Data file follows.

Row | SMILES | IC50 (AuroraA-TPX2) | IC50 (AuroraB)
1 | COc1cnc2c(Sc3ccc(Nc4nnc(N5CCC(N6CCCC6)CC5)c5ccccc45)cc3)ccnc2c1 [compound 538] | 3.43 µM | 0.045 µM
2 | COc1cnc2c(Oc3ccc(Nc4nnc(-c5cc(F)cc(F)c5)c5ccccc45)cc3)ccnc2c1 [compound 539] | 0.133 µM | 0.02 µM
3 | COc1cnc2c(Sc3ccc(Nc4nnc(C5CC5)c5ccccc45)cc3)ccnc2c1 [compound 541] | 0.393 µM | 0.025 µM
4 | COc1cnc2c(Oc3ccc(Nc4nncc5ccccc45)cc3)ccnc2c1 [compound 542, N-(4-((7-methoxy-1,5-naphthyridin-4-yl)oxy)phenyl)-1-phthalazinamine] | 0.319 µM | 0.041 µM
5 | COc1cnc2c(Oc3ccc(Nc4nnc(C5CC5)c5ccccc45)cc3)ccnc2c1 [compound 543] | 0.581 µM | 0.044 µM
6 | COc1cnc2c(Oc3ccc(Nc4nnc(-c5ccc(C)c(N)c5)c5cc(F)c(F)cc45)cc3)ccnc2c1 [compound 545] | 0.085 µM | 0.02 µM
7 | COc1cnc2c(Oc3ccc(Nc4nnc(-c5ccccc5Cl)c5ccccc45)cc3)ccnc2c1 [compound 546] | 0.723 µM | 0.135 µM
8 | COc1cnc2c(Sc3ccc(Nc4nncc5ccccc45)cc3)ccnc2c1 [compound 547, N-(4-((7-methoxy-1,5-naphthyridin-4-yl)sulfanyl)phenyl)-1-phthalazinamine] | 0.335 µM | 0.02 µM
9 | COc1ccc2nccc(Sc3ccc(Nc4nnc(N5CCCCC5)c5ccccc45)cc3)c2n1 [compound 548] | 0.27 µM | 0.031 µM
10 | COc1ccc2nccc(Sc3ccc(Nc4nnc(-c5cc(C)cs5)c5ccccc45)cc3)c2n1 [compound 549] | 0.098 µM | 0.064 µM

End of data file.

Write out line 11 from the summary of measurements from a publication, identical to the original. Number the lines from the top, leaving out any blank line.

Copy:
10 | COc1ccc2nccc(Sc3ccc(Nc4nnc(-c5cc(C)cs5)c5ccccc45)cc3)c2n1 [compound 549] | 0.098 µM | 0.064 µM